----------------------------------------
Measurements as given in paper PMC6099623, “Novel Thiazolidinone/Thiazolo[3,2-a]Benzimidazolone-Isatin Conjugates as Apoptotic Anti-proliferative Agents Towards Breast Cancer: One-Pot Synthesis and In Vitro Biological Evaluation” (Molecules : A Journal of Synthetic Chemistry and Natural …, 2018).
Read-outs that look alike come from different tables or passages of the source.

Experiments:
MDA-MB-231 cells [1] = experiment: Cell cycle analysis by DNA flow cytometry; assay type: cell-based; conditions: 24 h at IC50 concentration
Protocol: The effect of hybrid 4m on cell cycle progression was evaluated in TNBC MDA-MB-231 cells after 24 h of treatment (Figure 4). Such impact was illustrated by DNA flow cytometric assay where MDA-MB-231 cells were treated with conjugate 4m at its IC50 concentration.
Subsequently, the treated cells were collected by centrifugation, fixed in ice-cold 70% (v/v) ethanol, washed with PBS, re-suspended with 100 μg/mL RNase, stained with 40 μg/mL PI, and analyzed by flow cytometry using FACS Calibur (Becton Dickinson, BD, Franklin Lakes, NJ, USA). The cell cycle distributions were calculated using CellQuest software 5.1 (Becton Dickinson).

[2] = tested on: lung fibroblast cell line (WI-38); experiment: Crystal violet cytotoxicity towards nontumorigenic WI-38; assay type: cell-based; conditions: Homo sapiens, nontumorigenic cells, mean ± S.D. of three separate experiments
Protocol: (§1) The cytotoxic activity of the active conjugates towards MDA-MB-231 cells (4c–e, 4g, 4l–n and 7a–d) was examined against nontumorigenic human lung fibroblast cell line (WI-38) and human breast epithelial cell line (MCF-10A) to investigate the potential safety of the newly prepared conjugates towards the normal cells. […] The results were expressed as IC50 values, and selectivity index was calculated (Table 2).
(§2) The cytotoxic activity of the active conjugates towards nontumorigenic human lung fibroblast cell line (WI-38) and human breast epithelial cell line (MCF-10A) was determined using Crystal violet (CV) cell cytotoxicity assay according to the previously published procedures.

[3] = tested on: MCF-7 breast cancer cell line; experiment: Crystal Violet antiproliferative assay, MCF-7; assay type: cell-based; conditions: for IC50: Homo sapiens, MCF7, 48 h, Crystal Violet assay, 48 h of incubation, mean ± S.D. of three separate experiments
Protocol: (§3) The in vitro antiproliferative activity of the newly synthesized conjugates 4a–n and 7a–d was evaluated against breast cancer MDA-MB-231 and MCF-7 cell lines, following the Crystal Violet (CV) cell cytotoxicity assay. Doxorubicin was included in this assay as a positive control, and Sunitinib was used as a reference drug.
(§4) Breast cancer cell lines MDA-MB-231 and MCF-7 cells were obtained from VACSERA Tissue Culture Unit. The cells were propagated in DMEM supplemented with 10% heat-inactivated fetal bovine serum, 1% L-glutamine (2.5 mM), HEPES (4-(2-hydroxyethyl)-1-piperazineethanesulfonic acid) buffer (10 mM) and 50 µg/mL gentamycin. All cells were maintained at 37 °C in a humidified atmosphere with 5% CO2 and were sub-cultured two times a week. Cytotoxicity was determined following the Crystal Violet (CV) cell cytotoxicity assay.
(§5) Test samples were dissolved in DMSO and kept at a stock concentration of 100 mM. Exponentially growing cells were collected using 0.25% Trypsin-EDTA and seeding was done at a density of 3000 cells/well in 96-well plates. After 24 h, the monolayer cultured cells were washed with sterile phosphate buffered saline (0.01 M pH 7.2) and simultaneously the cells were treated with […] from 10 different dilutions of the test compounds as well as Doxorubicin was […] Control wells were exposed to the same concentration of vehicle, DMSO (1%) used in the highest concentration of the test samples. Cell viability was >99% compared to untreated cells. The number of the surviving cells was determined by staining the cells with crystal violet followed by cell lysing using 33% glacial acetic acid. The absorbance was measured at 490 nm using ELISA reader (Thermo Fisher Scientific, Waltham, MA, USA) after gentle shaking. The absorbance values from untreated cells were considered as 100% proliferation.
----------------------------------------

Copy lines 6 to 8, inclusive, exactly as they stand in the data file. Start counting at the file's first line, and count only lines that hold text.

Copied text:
Subsequently, the treated cells were collected by centrifugation, fixed in ice-cold 70% (v/v) ethanol, washed with PBS, re-suspended with 100 μg/mL RNase, stained with 40 μg/mL PI, and analyzed by flow cytometry using FACS Calibur (Becton Dickinson, BD, Franklin Lakes, NJ, USA). The cell cycle distributions were calculated using CellQuest software 5.1 (Becton Dickinson).

[2] = tested on: lung fibroblast cell line (WI-38); experiment: Crystal violet cytotoxicity towards nontumorigenic WI-38; assay type: cell-based; conditions: Homo sapiens, nontumorigenic cells, mean ± S.D. of three separate experiments
Protocol: (§1) The cytotoxic activity of the active conjugates towards MDA-MB-231 cells (4c–e, 4g, 4l–n and 7a–d) was examined against nontumorigenic human lung fibroblast cell line (WI-38) and human breast epithelial cell line (MCF-10A) to investigate the potential safety of the newly prepared conjugates towards the normal cells. […] The results were expressed as IC50 values, and selectivity index was calculated (Table 2).